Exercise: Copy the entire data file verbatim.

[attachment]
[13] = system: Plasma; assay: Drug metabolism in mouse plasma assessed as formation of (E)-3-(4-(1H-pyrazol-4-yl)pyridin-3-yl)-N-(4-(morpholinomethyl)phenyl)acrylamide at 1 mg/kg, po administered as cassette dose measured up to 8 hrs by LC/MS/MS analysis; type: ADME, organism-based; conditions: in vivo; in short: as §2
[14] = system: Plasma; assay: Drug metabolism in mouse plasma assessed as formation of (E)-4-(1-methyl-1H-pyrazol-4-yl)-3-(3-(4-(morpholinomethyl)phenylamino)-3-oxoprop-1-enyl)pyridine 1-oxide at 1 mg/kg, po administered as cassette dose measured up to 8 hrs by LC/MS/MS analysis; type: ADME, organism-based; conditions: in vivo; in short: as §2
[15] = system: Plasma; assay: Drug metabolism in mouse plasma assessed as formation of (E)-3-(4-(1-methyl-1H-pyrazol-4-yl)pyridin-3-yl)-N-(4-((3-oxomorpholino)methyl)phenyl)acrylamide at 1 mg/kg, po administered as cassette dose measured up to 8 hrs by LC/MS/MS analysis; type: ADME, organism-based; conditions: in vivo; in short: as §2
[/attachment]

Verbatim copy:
[13] = system: Plasma; assay: Drug metabolism in mouse plasma assessed as formation of (E)-3-(4-(1H-pyrazol-4-yl)pyridin-3-yl)-N-(4-(morpholinomethyl)phenyl)acrylamide at 1 mg/kg, po administered as cassette dose measured up to 8 hrs by LC/MS/MS analysis; type: ADME, organism-based; conditions: in vivo; in short: as §2
[14] = system: Plasma; assay: Drug metabolism in mouse plasma assessed as formation of (E)-4-(1-methyl-1H-pyrazol-4-yl)-3-(3-(4-(morpholinomethyl)phenylamino)-3-oxoprop-1-enyl)pyridine 1-oxide at 1 mg/kg, po administered as cassette dose measured up to 8 hrs by LC/MS/MS analysis; type: ADME, organism-based; conditions: in vivo; in short: as §2
[15] = system: Plasma; assay: Drug metabolism in mouse plasma assessed as formation of (E)-3-(4-(1-methyl-1H-pyrazol-4-yl)pyridin-3-yl)-N-(4-((3-oxomorpholino)methyl)phenyl)acrylamide at 1 mg/kg, po administered as cassette dose measured up to 8 hrs by LC/MS/MS analysis; type: ADME, organism-based; conditions: in vivo; in short: as §2